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PhD Proposal: Towards Inverse Rendering with Global Illumination
Saeed Hadadan
Wednesday, April 20, 2022, 12:30-2:30 pm Calendar
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Neural representations have become increasingly popular in the graphics/vision community. The representational power of neural networks in high-dimensional spaces has led them to be leveraged to represent geometry, radiance, reflectance and visibility fields, to name but a few. That said, only few papers exist in photo-realistic rendering that leverage neural networks such that full global illumination effects are accounted for. In other words, inverse rendering that accounts for full global illumination effectively and efficiently is still a dream. With the prospect of making neural inverse rendering possible, such that it accounts for global illumination, we introduce two pieces of the puzzle: Neural Radiosity and Differentiable Neural Radiosity, two methods in which neural networks learn the radiance function and differential radiance function while accounting for global illumination.

We introduce Neural Radiosity, an algorithm to solve the rendering equation by minimizing the norm of its residual, similar as in classical radiosity techniques. Traditional basis functions used in radiosity, such as piecewise polynomials or meshless basis functions are typically limited to representing isotropic scattering from diffuse surfaces. Instead, we propose to leverage neural networks to represent the full four-dimensional radiance distribution, directly optimizing network parameters to minimize the norm of the residual. Our approach decouples solving the rendering equation from rendering (perspective) images similar as in traditional radiosity techniques, and allows us to efficiently synthesize arbitrary views of a scene.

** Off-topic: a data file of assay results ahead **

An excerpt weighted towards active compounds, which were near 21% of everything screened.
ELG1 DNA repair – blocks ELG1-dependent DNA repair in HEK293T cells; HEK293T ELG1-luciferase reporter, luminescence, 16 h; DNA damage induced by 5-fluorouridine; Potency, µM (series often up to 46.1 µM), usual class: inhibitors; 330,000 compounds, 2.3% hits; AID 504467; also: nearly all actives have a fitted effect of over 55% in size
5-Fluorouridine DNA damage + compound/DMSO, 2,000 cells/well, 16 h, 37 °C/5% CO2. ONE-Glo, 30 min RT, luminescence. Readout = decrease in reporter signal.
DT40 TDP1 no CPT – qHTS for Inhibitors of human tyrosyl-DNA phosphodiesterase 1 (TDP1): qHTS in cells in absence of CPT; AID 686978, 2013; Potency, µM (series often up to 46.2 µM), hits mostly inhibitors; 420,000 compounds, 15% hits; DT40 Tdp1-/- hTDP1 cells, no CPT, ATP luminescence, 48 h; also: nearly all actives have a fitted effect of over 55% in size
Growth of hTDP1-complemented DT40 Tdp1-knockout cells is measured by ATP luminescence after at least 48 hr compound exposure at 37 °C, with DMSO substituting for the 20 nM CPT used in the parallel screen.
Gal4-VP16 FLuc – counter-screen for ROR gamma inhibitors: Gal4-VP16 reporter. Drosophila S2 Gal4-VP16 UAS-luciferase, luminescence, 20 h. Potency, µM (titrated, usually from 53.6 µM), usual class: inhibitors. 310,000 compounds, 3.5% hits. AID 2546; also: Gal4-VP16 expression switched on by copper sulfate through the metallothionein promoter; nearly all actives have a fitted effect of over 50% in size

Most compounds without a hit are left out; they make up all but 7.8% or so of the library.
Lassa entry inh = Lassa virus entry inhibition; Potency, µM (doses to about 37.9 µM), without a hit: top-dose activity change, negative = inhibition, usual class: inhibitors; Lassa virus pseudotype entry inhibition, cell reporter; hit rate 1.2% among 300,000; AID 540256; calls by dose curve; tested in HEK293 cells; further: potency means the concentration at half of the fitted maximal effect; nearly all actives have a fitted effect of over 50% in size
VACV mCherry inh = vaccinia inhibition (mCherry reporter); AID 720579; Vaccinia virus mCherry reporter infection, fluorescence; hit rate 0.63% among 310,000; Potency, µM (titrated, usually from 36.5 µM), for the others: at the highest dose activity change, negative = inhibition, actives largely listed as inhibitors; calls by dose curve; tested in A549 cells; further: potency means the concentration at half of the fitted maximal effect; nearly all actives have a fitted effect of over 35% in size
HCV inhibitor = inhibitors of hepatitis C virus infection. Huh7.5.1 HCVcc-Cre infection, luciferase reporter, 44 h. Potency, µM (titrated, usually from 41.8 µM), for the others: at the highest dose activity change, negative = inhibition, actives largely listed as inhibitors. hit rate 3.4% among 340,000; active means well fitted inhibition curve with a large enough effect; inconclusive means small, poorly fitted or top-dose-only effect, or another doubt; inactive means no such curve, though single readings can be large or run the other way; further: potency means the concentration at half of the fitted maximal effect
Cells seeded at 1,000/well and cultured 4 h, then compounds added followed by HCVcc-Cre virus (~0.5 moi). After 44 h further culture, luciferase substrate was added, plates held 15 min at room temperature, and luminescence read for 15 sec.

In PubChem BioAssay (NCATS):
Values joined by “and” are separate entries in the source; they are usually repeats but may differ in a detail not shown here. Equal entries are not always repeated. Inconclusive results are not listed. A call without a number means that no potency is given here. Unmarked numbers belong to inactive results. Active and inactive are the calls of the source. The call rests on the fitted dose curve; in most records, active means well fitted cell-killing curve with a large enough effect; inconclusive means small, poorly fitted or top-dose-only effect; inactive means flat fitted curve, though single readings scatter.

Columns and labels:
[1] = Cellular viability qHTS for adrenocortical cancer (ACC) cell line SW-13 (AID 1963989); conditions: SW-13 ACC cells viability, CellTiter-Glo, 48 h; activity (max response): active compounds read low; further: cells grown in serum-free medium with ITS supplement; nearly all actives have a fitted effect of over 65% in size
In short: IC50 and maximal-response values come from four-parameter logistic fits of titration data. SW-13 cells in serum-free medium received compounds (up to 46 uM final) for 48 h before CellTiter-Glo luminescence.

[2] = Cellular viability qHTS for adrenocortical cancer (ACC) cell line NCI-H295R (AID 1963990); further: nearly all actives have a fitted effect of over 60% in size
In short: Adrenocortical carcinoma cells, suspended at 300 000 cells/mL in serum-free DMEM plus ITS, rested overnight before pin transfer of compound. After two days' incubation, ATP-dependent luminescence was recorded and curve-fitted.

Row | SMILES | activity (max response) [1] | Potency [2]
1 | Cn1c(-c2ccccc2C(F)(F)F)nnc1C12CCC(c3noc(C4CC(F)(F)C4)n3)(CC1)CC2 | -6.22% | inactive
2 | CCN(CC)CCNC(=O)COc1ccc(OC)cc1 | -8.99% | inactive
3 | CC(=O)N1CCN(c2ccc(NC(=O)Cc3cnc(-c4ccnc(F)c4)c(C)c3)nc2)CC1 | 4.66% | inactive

We introduce Differentiable Neural Radiosity, a novel method of representing the solution of the differential rendering equation using a neural network. Inspired by neural radiosity techniques, we minimize the norm of the residual of the differential rendering equation to directly optimize our network. The network is capable of outputting continuous, view-independent gradients of the radiance field with respect to scene parameters, taking into account differential global illumination effects while keeping memory and time complexity constant in path length. To solve inverse rendering problems, we use a pre-trained instance of our network that represents the differential radiance field with respect to a limited number of scene parameters.

Examining Committee:
Department Representative:
Dr. Matthias Zwicker        
Dr. Soheil Feizi
Dr. Ramani Duraiswami

Saeed Hadadan is a PhD student at UMD CS department, advised by Professor Matthias Zwicker. He recieved his BSc. degree in Compute Engineering from Sharif University of Technology in 2019 and joined UMD the same year. His research focus is on the intersection of artificial intelligence and computer graphics, with the goal of enabling next generation AR/VR and computer graphics applications. Particularly, his recent research efforts aim at making inverse rendering while accounting for global illumination possible. As an active member of UMD community, he serves as a Graduate Student Government representative for CS department in addition to being a board member in ISSS-ISAB.

This talk is organized by Tom Hurst